Historical abuse survivors are worried that the Prime Minister’s decision to suspend parliament will further delay any Redress Bill.
Jon McCourt Chairman of Survivors (North West) yesterday wrote a letter to the Secretary of State for Northern Ireland.
It follows a “very positive” meeting with victims and survivors on Friday during which assurances were given that a Historical Institutional Abuse Inquiry Redress Bill would be on the floor at Westminster “in weeks rather than months”.
Boris Johnson’s plans to suspend parliament for five weeks have now cast this pledge into doubt.
Yesterday morning the Queen approved an order to prorogue parliament following a request from the Prime Minister.
Mr Johnson will temporarily close down the Commons from the second week of September until October 14 when there will be a Queen's Speech to open a new session of Parliament.
This prompted Mr McCourt to write to Julian Smith urging him to stick to his word and use all his “powers of persuasion” to see the Bill carried.
His letter reads: “Sir, thank you for meeting with us last Friday. I found the conversation interesting and hopeful. I was relieved that you were personally intent on taking forward the issue of Redress for Victims and Survivors of Historical Institutional Abuse.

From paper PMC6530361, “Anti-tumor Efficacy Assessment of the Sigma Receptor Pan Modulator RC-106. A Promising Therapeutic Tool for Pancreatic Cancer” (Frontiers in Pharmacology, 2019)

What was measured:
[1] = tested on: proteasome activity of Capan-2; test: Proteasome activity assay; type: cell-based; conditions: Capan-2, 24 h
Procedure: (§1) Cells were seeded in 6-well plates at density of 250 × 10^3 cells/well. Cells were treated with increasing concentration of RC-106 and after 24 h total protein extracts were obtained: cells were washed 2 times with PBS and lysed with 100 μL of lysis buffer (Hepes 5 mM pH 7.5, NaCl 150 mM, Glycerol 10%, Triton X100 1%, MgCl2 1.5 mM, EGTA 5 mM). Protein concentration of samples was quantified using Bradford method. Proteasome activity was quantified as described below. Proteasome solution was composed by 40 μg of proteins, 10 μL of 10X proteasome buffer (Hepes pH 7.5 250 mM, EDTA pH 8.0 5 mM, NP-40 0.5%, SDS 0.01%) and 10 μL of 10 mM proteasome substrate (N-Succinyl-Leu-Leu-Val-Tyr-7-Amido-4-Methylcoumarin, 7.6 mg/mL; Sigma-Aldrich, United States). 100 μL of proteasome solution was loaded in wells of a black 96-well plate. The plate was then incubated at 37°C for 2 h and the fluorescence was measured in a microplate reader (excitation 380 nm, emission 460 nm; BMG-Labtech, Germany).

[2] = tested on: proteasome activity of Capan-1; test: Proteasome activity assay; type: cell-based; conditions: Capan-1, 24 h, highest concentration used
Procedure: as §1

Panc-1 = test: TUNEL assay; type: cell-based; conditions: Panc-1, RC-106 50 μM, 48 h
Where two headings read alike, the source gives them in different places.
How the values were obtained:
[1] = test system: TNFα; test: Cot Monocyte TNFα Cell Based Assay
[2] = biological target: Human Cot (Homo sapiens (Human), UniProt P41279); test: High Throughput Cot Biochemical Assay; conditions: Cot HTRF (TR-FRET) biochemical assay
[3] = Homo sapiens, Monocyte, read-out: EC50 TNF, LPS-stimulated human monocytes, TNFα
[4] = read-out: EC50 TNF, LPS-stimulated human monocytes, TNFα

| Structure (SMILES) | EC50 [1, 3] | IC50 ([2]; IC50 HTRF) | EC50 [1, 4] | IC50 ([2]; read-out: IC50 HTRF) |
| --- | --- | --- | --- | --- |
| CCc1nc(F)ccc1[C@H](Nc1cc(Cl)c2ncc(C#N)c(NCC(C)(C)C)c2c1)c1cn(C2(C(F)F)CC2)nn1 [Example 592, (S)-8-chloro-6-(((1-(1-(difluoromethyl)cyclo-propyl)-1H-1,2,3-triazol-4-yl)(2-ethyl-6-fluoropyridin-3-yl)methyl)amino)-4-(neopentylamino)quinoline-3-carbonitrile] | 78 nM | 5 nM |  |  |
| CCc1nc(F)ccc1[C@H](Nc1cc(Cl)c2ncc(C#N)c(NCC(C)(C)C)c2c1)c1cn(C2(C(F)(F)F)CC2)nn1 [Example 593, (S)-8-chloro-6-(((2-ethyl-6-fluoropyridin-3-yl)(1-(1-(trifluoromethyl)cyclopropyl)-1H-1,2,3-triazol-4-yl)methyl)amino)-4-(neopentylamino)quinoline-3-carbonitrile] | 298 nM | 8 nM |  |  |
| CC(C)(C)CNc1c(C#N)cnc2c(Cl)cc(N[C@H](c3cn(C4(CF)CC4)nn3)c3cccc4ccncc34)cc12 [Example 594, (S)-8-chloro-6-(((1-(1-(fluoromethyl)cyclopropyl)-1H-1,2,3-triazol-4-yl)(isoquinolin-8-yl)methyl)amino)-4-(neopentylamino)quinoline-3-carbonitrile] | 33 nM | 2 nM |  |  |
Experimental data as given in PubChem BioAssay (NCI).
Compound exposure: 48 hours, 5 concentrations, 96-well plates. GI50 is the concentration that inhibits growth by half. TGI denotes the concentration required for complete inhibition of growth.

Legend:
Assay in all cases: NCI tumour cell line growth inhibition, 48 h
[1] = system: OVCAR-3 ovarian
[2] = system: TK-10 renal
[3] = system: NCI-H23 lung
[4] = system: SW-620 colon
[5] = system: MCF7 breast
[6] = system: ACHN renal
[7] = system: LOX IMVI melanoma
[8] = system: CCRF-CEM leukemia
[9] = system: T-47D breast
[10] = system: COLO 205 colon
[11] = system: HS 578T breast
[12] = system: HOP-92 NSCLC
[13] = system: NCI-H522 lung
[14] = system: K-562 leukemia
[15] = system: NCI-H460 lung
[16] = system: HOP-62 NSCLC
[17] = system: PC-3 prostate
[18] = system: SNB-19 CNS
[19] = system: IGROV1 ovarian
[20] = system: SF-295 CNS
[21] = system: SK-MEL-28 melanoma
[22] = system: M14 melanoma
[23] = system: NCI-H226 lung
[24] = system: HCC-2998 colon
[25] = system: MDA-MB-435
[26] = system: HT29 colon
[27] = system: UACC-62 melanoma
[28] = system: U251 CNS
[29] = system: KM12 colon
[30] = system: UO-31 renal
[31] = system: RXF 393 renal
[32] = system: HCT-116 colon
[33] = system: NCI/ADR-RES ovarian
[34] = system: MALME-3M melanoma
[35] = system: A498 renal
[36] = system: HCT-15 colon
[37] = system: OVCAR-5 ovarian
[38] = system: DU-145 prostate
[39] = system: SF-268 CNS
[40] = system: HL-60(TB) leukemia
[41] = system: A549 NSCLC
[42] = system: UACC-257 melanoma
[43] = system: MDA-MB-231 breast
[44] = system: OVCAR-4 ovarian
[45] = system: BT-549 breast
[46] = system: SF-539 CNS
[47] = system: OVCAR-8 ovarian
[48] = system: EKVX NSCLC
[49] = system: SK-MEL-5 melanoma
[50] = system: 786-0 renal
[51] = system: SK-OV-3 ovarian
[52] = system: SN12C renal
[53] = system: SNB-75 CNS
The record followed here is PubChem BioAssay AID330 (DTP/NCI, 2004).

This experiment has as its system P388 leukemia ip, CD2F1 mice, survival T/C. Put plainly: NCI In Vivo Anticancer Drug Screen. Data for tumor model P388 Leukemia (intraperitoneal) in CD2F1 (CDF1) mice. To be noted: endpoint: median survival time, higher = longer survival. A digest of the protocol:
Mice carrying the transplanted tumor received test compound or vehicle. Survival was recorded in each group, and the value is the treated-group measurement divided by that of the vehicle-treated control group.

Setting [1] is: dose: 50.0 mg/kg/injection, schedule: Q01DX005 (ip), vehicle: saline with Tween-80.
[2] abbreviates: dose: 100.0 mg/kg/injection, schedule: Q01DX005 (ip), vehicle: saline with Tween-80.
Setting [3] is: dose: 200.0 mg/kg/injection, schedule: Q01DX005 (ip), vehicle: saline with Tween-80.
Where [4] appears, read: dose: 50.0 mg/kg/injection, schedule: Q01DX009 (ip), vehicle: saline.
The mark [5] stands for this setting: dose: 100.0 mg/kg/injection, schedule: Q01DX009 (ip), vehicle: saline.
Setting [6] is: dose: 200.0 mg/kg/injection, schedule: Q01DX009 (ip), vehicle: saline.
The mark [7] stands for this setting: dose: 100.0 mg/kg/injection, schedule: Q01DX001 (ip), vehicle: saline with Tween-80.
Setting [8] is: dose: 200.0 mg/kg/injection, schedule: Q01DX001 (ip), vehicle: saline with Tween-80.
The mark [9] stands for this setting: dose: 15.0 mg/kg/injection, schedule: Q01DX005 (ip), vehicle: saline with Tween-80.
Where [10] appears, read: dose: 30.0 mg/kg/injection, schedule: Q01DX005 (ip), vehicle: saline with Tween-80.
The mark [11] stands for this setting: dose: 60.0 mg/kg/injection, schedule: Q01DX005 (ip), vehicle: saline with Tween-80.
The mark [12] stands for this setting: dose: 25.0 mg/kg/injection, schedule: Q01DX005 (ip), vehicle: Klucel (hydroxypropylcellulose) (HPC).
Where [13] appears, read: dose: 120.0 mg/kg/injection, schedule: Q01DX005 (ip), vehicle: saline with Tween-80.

“As you recognised, this issue has festered too long without being dealt with. I have no doubt that your commitment to seeing it resolved is genuine.
“This morning’s announcement by the Prime Minister, to seek the prorogation of Parliament just after its return in September, has caused anxiety and fear among members of Survivors (North West) that the issue of redress for Victims and Survivors of Historical Institutional Abuse will once again be a casualty of a government decision.
“At the meeting you stated that you wanted to see the issue “discharged as quickly as possible”. Irrespective of the outcome of the Prime Minister’s approach on the prorogation of Parliament, it is our intention to hold you to your commitment to us.”
It added: “There will be six working days before the suggested prorogation and on behalf of Victims and Survivors of Historical Institutional Abuse would urge, at the first opportunity, by whatever means possible, to present the HIA Redress legislation before Parliament. This will then start the much awaited process that will see this “discharged as quickly as possible”.
“We are aware that, even if you manage to get legislation on the floor of “the House”, that there is a possibility that the bill would be killed off with the collapse of Parliament. In the interest of justice, we ask that you use all of your powers of persuasion, as Secretary of State for Northern Ireland, to assure that this Bill is carried over into the new term of a future administration.
“Victims and Survivors of Historical Institutional Abuse have had their hopes raised and dashed too many times since this journey began.
We hope that when we meet again in September, that there will have been movement towards resolving this long outstanding issue.
“I look forward to your response and continued commitment.”
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